While hardly a masterpiece and never even close to losing its "This is a TV movie" sheen, Ants! actually works as a film. Sure, there are many scenes and points along the way that instigate a loud snort of unintended laughter, especially now, some 45 years after the flick's first airing, but Ants! remains watchable and involving from beginning to end and even manages to have some tense and/or memorable sequences, despite being hampered by buggies so small that they are close to impossible to truly make terrifying. More than one scene of tension also involves some pretty nifty stuntwork, though the events leading up to those sequences are often rather ridiculous. (The only thing about Tarantulas: The Deadly Cargo that is notably better than Ants! is that the spider film had the balls to do that which Spielberg says never do: kill the child.)
Trailer to
Directed by Robert Scheerer (28 Dec 1928 – 3 Mar 2018), whose only non-TV project of note would be the entitled-yuppie-white-women-deserve-to-win comedy How to Beat the High Cost of Living (1980 / trailer), Ants! displays a relatively workmanship eye in terms of visuals, but if the direction is in no way exceptional it is at least clear and concise. 
To the film's advantage, the unembellished professionalism of the direction is echoed in the acting: while no one in the movie would win an Emmy Award, they all do a serviceable if even more than adequate job giving their mostly one-note characters a sense of believability — although it really must be noted that every time Myrna Loy (that's her below from her Golden Days) shows up to do her lines, however short they might be, in her perfectly clipped and enunciated, classic Hollywood "mid-Atlantic accent", she comes across as more real and natural than any of the others stars, with the possible exception of the movie's two assholes you want dead, health inspector Mr. White (formerly ubiquitous character actor Steve Franken [27 May 1932 – 24 Aug 2012] of The Time Travelers [1964 / trailer],  The Reincarnation of Peter Proud [1975 / trailer], Avalanche [1978 / trailer], The North Avenue Irregulars [1979 / trailer], Transylvania Twist [1989 / trailer] and more) and asshole alpha business man Tony Fleming (Gerald Gordon [12 Jul 1934 – 17 Aug 2001] of Hell Up in Harlem [1973 / trailer] and Driving Force [1989 / trailer]).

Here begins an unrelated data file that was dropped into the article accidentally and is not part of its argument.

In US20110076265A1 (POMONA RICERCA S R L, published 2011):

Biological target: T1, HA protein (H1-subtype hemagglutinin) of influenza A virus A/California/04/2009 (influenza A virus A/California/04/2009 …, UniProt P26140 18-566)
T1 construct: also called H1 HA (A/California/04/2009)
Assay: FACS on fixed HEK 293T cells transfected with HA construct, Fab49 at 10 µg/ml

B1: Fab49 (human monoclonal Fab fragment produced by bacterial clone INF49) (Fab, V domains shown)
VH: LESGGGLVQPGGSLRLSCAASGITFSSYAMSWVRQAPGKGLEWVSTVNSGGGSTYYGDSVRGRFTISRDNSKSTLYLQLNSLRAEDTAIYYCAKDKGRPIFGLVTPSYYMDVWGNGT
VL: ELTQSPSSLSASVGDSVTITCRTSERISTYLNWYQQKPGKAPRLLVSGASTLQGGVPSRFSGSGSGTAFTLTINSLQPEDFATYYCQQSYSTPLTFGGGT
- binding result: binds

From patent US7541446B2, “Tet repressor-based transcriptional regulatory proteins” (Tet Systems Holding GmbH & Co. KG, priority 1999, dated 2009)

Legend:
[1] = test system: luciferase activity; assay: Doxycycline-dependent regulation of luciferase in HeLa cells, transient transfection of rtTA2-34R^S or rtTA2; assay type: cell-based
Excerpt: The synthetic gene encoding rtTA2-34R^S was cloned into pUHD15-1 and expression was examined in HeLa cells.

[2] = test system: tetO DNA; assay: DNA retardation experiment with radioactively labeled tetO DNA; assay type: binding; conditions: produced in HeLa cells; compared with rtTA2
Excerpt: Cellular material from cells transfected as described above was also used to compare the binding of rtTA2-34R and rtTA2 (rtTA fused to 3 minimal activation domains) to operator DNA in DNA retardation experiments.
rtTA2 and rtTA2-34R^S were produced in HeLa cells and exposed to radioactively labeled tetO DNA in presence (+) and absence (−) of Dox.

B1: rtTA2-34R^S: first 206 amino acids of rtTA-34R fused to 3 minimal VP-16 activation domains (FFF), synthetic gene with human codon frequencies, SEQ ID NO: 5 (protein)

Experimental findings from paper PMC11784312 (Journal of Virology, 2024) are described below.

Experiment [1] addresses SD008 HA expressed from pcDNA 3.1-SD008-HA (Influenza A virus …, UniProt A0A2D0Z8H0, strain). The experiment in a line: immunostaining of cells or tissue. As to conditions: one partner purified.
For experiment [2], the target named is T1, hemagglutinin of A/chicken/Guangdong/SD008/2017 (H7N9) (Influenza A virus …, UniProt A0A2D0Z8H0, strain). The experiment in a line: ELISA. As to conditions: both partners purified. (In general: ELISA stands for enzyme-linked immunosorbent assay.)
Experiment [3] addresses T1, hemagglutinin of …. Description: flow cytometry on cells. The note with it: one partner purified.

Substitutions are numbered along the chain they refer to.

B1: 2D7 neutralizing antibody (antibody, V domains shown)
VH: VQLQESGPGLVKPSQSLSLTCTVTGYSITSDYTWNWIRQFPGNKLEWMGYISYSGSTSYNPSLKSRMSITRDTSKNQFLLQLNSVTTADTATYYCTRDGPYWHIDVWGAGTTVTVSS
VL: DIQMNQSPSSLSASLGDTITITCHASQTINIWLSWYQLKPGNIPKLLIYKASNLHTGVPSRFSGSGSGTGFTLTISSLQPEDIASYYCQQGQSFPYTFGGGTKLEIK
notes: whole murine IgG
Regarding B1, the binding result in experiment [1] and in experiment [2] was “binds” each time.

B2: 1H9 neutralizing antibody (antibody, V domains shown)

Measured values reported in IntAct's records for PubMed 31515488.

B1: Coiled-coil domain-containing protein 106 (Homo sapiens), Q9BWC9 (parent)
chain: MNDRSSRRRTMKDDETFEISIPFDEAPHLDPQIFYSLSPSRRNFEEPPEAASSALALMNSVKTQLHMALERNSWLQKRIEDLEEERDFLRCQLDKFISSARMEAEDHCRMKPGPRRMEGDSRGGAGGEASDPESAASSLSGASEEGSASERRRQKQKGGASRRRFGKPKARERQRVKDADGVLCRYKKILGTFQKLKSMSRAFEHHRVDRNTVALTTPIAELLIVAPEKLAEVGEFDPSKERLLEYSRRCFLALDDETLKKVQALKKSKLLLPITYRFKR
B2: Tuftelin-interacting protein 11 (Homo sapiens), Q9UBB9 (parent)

Although the film occasionally exudes a sense of innocent days of yesteryear, it is surprisingly woke in some of its attitudes and statements, to the point that were it a product of today it would surely be banned from broadcast in anti-common-sense places like Planet Florida or Planet Texas, where humans and their actions have no effect on ecology and people have no brains.